By the way, how can we tell quickly, without much computation, that there must be a positive root?

Patrickzcy
2016-10-05 19:40:13

(b^2)-4ac

(b^2)-4ac

themoocow
2016-10-05 19:40:13

discrinimant

discrinimant

cynjinli
2016-10-05 19:40:13

b is positive but c is negative

b is positive but c is negative

Mega-bot
2016-10-05 19:40:19

-a/b in the equation is negative, meaning there must be a negative root and a positive one

-a/b in the equation is negative, meaning there must be a negative root and a positive one

Mudkipswims42
2016-10-05 19:40:19

The product of the roots is negative as the constant is negative, so one must be positive

The product of the roots is negative as the constant is negative, so one must be positive

DPatrick
2016-10-05 19:40:30

Right. Because the constant term is negative and the other two terms are positive, we can quickly see that the discriminant $17^2 - 4(3)(-28)$ is positive.

Right. Because the constant term is negative and the other two terms are positive, we can quickly see that the discriminant $17^2 - 4(3)(-28)$ is positive.

DPatrick
2016-10-05 19:40:41

That tells us that there must be two distinct real roots.

That tells us that there must be two distinct real roots.

DPatrick
2016-10-05 19:40:54

And, one of Vieta's Formulas tells us that the product of the roots is $-\dfrac{28}{3}$, which is negative. So one root must be positive and one root must be negative.

And, one of Vieta's Formulas tells us that the product of the roots is $-\dfrac{28}{3}$, which is negative. So one root must be positive and one root must be negative.

DPatrick
2016-10-05 19:41:06

In general, Vieta's Formulas tell us that, given the quadratic $ax^2 + bx + c = 0$, the sum of the roots is $-\dfrac{b}{a}$ and the product of the roots is $\dfrac{c}{a}$. (See if you can prove this yourself!) Vieta's Formulas also generalize to higher-degree polynomials, but that's a topic for another day.

In general, Vieta's Formulas tell us that, given the quadratic $ax^2 + bx + c = 0$, the sum of the roots is $-\dfrac{b}{a}$ and the product of the roots is $\dfrac{c}{a}$. (See if you can prove this yourself!) Vieta's Formulas also generalize to higher-degree polynomials, but that's a topic for another day.

DPatrick
2016-10-05 19:41:35

2. What is the ones digit of $2017^{2015}$?

2. What is the ones digit of $2017^{2015}$?

Christina26
2016-10-05 19:42:13

find pattern for 7's

find pattern for 7's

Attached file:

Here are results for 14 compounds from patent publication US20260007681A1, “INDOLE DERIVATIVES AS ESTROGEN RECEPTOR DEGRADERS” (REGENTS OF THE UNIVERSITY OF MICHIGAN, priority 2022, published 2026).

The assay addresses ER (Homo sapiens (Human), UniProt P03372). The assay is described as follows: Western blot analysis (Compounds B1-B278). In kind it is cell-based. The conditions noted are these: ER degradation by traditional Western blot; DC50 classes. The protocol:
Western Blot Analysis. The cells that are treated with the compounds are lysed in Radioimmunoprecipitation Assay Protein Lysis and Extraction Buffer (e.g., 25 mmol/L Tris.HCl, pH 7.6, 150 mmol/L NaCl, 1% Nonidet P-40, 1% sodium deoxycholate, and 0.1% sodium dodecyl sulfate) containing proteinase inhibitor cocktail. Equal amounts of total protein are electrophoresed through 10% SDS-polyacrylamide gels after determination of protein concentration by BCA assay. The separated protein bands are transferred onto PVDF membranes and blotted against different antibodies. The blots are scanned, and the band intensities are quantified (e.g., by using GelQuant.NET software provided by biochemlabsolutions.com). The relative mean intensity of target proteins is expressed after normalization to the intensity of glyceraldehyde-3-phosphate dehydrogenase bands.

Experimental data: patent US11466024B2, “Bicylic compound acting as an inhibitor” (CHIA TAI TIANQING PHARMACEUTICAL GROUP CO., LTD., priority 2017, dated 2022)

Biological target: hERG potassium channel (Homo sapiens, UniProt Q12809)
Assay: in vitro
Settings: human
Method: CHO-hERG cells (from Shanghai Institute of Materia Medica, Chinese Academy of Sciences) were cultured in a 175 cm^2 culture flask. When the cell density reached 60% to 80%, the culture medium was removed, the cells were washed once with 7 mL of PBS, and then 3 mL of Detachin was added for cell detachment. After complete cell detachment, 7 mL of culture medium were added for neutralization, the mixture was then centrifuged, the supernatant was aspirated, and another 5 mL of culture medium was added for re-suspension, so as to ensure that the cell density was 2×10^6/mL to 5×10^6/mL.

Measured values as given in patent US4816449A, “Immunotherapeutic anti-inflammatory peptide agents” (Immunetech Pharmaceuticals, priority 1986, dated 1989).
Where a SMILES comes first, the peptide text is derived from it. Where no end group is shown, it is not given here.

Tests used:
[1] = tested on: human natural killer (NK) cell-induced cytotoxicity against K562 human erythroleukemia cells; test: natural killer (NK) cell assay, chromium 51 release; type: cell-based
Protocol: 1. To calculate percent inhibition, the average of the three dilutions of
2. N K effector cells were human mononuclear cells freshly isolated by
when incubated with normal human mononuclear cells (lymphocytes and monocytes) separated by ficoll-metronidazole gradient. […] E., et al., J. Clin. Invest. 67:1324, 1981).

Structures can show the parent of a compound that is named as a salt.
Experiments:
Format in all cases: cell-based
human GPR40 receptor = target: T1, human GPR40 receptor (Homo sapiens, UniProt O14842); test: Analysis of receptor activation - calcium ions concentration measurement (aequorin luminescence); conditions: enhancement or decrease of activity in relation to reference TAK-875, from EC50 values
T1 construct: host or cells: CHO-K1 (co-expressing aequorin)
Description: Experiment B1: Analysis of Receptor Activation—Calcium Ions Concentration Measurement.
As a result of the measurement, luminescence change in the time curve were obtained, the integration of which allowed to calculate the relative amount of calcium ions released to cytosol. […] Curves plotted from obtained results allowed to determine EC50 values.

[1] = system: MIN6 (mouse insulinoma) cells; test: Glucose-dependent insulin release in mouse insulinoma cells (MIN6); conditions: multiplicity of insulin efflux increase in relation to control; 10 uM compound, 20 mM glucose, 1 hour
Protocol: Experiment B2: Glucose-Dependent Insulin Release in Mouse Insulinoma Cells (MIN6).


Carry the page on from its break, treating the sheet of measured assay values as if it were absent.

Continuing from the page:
letsgomath
2016-10-05 19:42:13

ones digit of 7^2015

ones digit of 7^2015

popcorn1
2016-10-05 19:42:13

Ones digit of $7^2015$

Ones digit of $7^2015$

guluguluga
2016-10-05 19:42:13

We can look at just the 7, because the other parts doesn't affect the ones digi

We can look at just the 7, because the other parts doesn't affect the ones digi

yiqun
2016-10-05 19:42:13

we only need the units digit. So, 2017 turns into 7!

we only need the units digit. So, 2017 turns into 7!

DPatrick
2016-10-05 19:42:20

Great. The units digits of any product only depends on the units digits of the numbers that we're multiplying.

Great. The units digits of any product only depends on the units digits of the numbers that we're multiplying.

DPatrick
2016-10-05 19:42:29

So the units digit of $2017^{2015}$ is the same as the units digit of $7^{2015}$.

So the units digit of $2017^{2015}$ is the same as the units digit of $7^{2015}$.

DPatrick
2016-10-05 19:42:35

That helps, but still I don't think we can compute $7^{2015}$.

That helps, but still I don't think we can compute $7^{2015}$.

ptxpotterhead
2016-10-05 19:42:56

try the first few powers and find a pattern

try the first few powers and find a pattern

csasomachar
2016-10-05 19:42:56

patterns!

patterns!

NewtonFTW
2016-10-05 19:43:13

There are 4 cycles of the units digit when a number that ends in 7 is raised to a power: 7, 9, 3, and 1.

There are 4 cycles of the units digit when a number that ends in 7 is raised to a power: 7, 9, 3, and 1.

BobaFett101
2016-10-05 19:43:13

the units digit cycles with period 4: 7, 9, 3, 1

the units digit cycles with period 4: 7, 9, 3, 1

winnertakeover
2016-10-05 19:43:13

The units digit follows this pattern 7,9,3,1

The units digit follows this pattern 7,9,3,1

letsgomath
2016-10-05 19:43:13

pattern for powers of 7: 7,9,3,1,7,9,3,1,.....

pattern for powers of 7: 7,9,3,1,7,9,3,1,.....

geniusofart
2016-10-05 19:43:13

Note the cycle of 7, 9, 3, 1 of the units digits.

Note the cycle of 7, 9, 3, 1 of the units digits.

caro2be
2016-10-05 19:43:13

the possible units digits are 7, 9, 3, and 1

the possible units digits are 7, 9, 3, and 1

DPatrick
2016-10-05 19:43:20

Right. We can find the units digits of small powers of 7, and see if we can find a pattern.

Right. We can find the units digits of small powers of 7, and see if we can find a pattern.

DPatrick
2016-10-05 19:43:32

\begin{align*}

7^1 &= 7, \\

7^2 &= 49, \\

7^3 &= 243, \\

\vdots

\end{align*}

\begin{align*}

7^1 &= 7, \\

7^2 &= 49, \\

7^3 &= 243, \\

\vdots

\end{align*}

DPatrick
2016-10-05 19:43:38

But remember, we only care about the units digits!

But remember, we only care about the units digits!

NewtonFTW
2016-10-05 19:43:53

7, 9, 3, 1 and repeat

7, 9, 3, 1 and repeat

popcorn1
2016-10-05 19:43:53

7, 9, 3, 1

7, 9, 3, 1

DPatrick
2016-10-05 19:43:58